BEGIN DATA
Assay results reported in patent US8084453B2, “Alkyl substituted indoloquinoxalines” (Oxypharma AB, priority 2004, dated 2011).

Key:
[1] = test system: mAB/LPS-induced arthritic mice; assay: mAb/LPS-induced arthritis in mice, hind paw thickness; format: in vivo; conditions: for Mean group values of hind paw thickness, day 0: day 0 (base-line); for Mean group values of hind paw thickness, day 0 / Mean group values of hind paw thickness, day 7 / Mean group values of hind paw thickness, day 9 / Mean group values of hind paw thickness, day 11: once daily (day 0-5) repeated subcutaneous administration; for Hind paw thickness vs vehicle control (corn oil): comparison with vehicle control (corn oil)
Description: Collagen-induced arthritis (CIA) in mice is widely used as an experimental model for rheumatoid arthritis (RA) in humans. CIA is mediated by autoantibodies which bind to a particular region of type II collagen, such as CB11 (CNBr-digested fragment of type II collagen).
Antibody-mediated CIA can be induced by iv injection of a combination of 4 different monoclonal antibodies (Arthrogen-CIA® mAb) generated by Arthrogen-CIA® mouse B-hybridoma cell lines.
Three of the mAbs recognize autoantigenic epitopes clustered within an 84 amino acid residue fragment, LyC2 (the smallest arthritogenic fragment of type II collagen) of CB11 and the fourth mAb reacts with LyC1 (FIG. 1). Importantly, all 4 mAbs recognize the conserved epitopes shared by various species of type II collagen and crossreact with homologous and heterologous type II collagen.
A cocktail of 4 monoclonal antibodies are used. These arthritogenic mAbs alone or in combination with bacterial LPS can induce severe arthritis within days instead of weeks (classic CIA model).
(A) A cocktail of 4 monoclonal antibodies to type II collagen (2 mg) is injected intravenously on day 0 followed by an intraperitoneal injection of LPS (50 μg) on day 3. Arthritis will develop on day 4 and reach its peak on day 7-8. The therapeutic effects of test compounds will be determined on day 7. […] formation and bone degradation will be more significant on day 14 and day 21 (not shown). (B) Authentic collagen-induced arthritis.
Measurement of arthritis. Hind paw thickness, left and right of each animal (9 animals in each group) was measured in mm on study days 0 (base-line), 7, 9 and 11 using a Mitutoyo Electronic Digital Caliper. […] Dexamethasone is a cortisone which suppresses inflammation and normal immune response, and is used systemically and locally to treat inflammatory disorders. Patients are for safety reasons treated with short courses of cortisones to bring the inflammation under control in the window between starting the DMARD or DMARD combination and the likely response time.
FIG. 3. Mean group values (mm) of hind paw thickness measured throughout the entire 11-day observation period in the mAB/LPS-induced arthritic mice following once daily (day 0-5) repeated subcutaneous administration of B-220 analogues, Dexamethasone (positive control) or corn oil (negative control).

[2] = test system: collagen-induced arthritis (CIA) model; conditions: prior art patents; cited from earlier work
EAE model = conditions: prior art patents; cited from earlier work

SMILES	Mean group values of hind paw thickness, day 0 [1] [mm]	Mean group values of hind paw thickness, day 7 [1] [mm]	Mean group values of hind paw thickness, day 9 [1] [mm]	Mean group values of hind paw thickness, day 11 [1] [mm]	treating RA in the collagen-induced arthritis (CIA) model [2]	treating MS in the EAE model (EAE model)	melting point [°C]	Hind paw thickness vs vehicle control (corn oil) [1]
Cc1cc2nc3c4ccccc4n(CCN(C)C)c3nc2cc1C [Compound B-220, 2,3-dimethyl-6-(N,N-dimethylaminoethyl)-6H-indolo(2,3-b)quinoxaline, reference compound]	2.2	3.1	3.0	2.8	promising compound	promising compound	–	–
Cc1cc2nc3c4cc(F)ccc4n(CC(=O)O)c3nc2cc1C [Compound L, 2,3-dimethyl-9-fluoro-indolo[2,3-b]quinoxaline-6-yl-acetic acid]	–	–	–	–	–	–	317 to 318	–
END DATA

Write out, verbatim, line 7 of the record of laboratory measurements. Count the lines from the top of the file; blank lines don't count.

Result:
A cocktail of 4 monoclonal antibodies are used. These arthritogenic mAbs alone or in combination with bacterial LPS can induce severe arthritis within days instead of weeks (classic CIA model).